Reviews

Beavis and Butt-Head Do the Universe

 STREAMING REVIEW:

Paramount+;
Animated Comedy;
Not rated.
Voices of Mike Judge, Gary Cole, Nat Faxon, Andrea Savage.

Beavis and Butt-Head conquer the final frontier in their latest hilarious adventure that finds them transplanted from the 1990s to the modern day just in time for their new TV show.

The second feature-length movie focused on the pair of dumbasses (following 1996’s Beavis and Butt-Head Do America) begins in 1998, with Beavis and Butt-Head (both voiced by series creator Mike Judge) accidentally burning down their high school science fair. To rid themselves of the duo, the school gives them what would have been the science fair prize, a trip to Space Camp.

Obsessed with the phallic nature of rockets, the pair prove to be adept at docking maneuvers, and are recruited for an actual space shuttle mission, which they only agree to go on because they think the mission commander, Serena Ryan (Andrea Savage) wants to have sex with them.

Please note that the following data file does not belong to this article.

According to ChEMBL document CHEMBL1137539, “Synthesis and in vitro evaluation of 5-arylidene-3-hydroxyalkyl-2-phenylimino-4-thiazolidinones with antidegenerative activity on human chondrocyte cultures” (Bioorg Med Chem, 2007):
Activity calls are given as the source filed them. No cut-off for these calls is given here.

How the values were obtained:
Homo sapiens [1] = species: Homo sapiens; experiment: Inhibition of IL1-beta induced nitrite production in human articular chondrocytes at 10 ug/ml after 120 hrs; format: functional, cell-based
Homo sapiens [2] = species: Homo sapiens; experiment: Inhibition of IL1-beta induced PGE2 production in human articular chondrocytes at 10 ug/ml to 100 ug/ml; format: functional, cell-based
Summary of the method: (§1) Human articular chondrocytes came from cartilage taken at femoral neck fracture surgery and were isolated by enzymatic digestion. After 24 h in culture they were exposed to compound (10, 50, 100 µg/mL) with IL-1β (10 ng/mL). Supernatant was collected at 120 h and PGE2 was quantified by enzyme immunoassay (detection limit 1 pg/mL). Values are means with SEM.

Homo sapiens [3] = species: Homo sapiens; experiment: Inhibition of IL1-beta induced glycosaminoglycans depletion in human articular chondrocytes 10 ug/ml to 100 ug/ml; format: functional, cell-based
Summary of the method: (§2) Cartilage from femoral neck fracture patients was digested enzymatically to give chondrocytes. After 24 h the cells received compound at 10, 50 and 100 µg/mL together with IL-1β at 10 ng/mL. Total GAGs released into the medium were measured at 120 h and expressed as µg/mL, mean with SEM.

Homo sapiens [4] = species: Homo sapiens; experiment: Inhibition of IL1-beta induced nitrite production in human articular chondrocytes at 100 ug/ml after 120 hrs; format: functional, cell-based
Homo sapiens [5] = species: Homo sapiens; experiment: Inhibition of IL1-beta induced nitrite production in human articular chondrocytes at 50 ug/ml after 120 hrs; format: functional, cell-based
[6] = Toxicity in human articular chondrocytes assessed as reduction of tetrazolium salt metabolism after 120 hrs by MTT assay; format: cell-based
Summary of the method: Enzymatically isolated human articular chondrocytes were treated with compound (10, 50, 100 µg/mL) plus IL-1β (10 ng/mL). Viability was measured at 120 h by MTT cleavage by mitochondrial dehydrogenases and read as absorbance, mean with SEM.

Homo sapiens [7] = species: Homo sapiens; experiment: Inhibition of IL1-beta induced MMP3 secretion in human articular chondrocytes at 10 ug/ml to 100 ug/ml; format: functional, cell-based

Once in orbit, they of course screw everything up, and find themselves ejected into deep space, where they encounter a black hole that sends them to 2022.

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As they marvel at the changes in society the past few decades, such as smartphones, they are visited by alternate versions of themselves who tell them they must return to their own time or risk destroying the multiverse. Their smarter versions set up a portal for the dumb ones to go through, but getting to the portal isn’t exactly a smooth trip.

Beavis and Butt-Head end up in prison while being pursued by federal agents who think they’re aliens, and the modern-day Serena Ryan, who is now governor of Texas and thinks the reemergence of the boys while reveal she tried to kill them on the mission and thus end her re-election bid.

Beavis and Butt-Head particularly clash with modern politics, when they misunderstand a snooty college professor telling them they have white privilege, leading them to believe they can do whatever they want without consequences, and deciding to test that theory in one of the film’s funniest sequences.

Ultimately, however, the film isn’t pushing any annoying messages. It’s doing what Beavis and Butt-Head always do, serving up some dumb laughs and a lot of fun.

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